I can't really speak to much on the "non-gifted" spouse thing. My DH is hard to figure out. He IS absolutely intelligent, but he is, IMO, very hampered by certain philosophical beliefs he's adopted and refuses to budge from. It's like he refuses to think past these "beliefs" he's created, and it can be frustrating to converse with him. His parents also did not encourage him in ANY way academically, and he was a very poor student. But again, while it's hard to be sure, I don't think it was because of lower intelligence or not being smart enough, it was that no one even attempted to relay to him the importance of learning and being successful, so instead he goofed around and made trouble. And that problem just festers. 

 

He is now a very quick learner, and he has been very successful in several careers he's had. But we're not on the same level in some things, and it just is what it is. I pursue my strengths on my own, he on his. 

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#4 of 89 Old 12-02-2010, 04:58 AM
 
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I would suggest some therapy for you before you have kids.

 

It sounds like your family of origin has really self-defined along one of the (several) axes of intelligence and that your history as a gifted child is leading you down a road that could be really detrimental to your own family. As someone who had a daughter who, had she survived, would have been profoundly brain-damaged I have to tell you that not only are genetics no guarantee, there are many other factors that can result in kids who do not fit a norm in either sense (general population, or the norm for your family).

 

Kids come out different from us as well as the same and part of being a parent is creating an environment where that is okay. It's not that you have to give up your preferred mode of living to raise kids, but you will need to be flexible to their needs - not out of tolerance or obligation but because you see the human beings they are.  It's not as hard as it sounds theoretically, but getting rid of some of your baggage now will help.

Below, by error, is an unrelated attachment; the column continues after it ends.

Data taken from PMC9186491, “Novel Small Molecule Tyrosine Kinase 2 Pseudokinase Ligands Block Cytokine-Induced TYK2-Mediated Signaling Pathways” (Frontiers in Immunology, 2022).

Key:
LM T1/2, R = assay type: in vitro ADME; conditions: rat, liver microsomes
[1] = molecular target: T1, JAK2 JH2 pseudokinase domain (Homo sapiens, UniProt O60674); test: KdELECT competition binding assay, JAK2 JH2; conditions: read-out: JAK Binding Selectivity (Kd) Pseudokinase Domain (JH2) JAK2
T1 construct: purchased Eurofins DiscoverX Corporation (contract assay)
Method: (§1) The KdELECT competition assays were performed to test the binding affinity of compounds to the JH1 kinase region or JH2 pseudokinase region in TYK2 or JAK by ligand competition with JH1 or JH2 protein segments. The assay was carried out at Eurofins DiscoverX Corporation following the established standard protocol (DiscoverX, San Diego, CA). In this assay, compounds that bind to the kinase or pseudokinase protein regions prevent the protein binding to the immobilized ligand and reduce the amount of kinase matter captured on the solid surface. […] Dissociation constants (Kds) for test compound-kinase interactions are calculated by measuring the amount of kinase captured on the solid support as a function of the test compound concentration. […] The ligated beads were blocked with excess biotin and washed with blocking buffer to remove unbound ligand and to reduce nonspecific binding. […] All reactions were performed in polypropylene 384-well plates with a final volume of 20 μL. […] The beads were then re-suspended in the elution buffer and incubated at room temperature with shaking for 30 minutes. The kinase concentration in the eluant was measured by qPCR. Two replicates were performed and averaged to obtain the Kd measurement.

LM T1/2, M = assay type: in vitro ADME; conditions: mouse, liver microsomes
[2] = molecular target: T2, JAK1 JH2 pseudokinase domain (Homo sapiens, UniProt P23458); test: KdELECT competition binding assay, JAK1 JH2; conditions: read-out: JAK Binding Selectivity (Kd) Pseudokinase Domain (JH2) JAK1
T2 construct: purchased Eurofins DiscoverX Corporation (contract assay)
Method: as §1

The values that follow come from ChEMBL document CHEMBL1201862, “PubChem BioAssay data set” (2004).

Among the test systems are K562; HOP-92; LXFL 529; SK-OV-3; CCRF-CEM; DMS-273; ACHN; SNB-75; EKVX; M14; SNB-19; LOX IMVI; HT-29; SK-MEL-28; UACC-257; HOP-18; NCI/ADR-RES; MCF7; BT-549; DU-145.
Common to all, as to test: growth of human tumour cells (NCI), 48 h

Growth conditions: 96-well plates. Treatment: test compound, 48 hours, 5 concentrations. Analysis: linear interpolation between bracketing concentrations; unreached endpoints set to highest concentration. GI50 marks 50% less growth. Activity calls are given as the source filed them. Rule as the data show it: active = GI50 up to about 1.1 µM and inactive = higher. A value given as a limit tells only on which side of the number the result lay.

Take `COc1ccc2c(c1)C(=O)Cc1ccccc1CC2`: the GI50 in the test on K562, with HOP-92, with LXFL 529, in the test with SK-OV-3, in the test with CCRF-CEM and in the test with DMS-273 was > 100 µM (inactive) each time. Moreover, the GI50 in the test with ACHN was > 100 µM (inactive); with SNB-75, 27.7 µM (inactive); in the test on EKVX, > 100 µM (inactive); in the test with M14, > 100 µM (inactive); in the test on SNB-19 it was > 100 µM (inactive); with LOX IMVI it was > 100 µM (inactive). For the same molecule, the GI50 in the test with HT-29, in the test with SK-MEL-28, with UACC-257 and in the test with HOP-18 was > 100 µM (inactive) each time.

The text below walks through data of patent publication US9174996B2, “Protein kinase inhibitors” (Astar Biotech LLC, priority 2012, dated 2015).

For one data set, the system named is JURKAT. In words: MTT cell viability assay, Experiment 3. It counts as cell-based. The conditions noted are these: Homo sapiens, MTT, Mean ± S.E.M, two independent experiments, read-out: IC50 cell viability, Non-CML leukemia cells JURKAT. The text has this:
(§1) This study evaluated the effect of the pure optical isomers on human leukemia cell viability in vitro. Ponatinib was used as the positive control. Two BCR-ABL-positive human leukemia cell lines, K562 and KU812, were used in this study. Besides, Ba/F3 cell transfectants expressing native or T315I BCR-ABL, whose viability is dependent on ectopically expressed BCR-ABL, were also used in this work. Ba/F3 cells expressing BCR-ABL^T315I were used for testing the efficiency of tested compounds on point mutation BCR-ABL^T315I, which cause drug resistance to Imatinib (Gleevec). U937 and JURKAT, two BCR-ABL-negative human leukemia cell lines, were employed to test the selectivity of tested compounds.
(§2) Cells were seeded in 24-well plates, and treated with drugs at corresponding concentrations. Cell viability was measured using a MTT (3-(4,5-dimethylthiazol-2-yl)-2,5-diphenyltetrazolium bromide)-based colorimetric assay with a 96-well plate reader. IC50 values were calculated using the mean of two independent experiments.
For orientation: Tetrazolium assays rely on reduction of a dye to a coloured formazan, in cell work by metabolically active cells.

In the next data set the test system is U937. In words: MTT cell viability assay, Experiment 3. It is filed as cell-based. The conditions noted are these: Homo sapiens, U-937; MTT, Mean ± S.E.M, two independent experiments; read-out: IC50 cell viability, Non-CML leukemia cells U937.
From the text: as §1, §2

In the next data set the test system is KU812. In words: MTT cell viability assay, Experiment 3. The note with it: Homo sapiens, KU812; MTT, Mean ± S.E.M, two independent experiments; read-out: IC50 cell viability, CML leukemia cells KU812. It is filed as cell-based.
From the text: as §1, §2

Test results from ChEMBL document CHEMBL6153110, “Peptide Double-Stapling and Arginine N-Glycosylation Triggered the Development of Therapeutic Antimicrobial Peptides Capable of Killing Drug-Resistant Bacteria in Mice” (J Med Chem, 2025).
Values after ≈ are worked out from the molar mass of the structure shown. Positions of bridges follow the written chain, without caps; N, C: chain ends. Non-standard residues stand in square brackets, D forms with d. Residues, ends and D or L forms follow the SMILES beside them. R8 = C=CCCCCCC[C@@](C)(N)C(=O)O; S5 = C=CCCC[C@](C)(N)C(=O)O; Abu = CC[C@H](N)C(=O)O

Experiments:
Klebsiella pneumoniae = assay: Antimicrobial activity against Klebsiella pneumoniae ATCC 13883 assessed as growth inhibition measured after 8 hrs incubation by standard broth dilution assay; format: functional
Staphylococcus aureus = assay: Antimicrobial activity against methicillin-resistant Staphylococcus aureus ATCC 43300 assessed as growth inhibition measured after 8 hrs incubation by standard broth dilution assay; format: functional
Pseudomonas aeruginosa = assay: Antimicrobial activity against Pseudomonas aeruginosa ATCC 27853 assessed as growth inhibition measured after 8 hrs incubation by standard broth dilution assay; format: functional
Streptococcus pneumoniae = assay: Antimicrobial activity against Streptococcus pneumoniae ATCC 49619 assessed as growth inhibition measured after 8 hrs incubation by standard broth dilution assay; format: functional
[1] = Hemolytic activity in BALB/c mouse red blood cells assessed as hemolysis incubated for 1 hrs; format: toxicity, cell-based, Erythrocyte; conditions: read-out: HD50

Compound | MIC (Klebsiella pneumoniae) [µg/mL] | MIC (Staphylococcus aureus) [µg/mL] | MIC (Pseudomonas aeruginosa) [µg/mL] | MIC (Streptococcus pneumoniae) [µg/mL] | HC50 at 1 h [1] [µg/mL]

As a PP said, how your family works will impact on how your children grow, but it's not a guarantee - both my sister and I were read to and raised in a very book-rich environment from an early age (I actually started reading before age 3) and I'm a reader and she's not. That said, she is the more traditionally successful of the two of us and has much higher social intelligence, perhaps partly because she was not as defined by 'giftedness' as I was.

 

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#5 of 89 Old 12-02-2010, 06:53 AM
 
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Welcome to MDC.

 

I agree with the suggestion of therapy. It would be a good idea to sort some of this out and get to a place where you can approach parenthood from a more mature place. While some of that can only happen through experience, there is a value in working through some of your stuff first.

 

While this is on the surface a gifted issue, really what you are describing is similar to what a lot of new parents have trouble sorting out. It is the same stuff that causes parents to be crushed when they have a clumsy kid when they'd been planning to raise a sports star. Or, when they have a spirited boundary pushing kid when they'd told themselves for years in the grocery store "my kid will never act like that." Or, to be crushed when they wanted a popular kid and get a quiet bookish nerd. These thought patterns can be really destructive. These expectations can hurt your kid and they can deny your family happiness. There are no guarantees in childhood. You get what you get and it can all change overnight.